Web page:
'Perfectly preserved' century-old fruitcake found in Antarctic hut
If keeping a slice of your wedding cake in the freezer isn't enough of a memento, taking the whole thing to Antarctica may be another option.
Conservators from the Antarctic Heritage Trust in Christchurch have found a "perfectly preserved" 106-year-old fruitcake in a remote Antarctic hut.
The cake, found on a shelf in a Cape Adare hut, is believed to have been taken there by Robert Falcon Scott's northern party in 1911. It had been protected by the icy conditions since.
The Huntley and Palmers delicacy still had remnants of the brand's paper label stuck to the side, and a 'H&P' logo on it, the trust's artefacts manager, Lizzie Meek, said.
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It was found amongst a stash of historical food supplies abandoned by explorers, including sardines, "badly deteriorated" meat and fish, and some "rather nice looking" jams. A variety of other treats had been found in a "variety of conditions", but the fruitcake was the jackpot, she said.
It was unethical for the researchers to give the cake the "taste test", but a quick sniff revealed it might not be the sweet treat they hoped for.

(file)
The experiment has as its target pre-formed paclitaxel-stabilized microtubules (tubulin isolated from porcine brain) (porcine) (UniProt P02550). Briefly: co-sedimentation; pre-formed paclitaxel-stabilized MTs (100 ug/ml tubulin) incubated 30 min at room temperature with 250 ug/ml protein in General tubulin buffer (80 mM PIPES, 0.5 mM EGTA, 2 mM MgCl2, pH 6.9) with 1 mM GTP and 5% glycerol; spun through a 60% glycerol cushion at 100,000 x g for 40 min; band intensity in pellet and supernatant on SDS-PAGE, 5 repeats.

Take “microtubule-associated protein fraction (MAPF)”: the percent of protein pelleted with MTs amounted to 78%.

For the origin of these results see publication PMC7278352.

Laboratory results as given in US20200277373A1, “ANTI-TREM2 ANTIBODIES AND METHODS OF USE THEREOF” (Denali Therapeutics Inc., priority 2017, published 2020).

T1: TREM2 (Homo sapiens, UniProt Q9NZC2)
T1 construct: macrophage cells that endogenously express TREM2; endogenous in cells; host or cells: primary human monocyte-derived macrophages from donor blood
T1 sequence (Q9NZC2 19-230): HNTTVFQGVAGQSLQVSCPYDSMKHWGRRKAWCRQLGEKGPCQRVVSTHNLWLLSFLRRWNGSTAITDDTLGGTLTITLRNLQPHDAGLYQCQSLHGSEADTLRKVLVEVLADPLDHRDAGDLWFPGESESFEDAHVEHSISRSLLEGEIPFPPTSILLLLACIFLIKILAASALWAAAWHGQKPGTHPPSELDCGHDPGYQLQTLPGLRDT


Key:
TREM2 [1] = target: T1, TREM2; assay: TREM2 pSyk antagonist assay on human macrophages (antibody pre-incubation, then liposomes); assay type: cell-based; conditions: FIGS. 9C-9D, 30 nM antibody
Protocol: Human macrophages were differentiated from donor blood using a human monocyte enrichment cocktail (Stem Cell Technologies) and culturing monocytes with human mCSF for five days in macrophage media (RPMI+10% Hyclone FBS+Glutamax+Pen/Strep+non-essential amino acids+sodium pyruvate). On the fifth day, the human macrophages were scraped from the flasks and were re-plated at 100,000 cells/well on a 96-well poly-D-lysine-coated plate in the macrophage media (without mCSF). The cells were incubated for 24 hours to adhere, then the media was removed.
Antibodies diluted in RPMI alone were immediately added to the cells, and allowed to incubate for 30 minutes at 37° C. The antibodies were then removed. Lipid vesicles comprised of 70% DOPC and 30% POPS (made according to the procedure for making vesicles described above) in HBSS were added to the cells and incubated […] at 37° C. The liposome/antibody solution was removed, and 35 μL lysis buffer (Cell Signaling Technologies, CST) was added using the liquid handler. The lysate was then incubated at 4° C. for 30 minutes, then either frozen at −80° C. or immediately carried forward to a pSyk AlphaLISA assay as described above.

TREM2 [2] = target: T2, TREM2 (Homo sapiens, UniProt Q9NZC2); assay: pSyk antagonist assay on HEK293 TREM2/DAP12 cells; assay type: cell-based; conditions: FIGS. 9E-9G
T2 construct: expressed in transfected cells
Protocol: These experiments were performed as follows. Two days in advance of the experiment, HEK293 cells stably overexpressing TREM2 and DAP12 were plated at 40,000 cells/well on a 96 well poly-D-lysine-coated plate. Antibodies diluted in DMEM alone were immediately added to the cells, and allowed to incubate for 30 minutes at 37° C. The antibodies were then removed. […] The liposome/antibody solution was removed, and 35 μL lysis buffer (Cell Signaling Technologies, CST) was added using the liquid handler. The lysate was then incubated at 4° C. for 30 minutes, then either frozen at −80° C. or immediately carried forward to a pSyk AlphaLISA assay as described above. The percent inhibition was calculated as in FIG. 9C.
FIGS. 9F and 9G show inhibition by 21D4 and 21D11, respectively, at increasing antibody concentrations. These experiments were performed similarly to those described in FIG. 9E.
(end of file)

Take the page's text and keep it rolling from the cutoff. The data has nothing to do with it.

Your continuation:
"It didn't smell that flash but it looked edible, it certainly smelt off . . . a bit like rancid butter," Meek said. It was the first discovery of its kind – for "obvious reasons".
"Most people don't carry a whole fruitcake to Antarctica and not eat it."
The cake had been protected by the freezing conditions, but the tin had "almost entirely disintegrated". They were found among about 1500 artefacts the trust was conserving from the continent's huts at Cape Adare, which were built in 1899.
Everything salvageable would be returned from Canterbury Museum to the ice for the next explorers to find and enjoy, Meek said. Cape Adare was regularly visited by cruise ships touring the Ross Sea region.
"The goal is to leave objects as found; it could very well last another hundred years."
The discovery comes after a 118-year-old painting was found among penguin excrement, dust and mould-covered papers from a hut in Cape Adare in June.
Dr Edward Wilson's painting was thought to have remained in such good condition due being tightly packed between other sheets of paper in complete darkness and cold.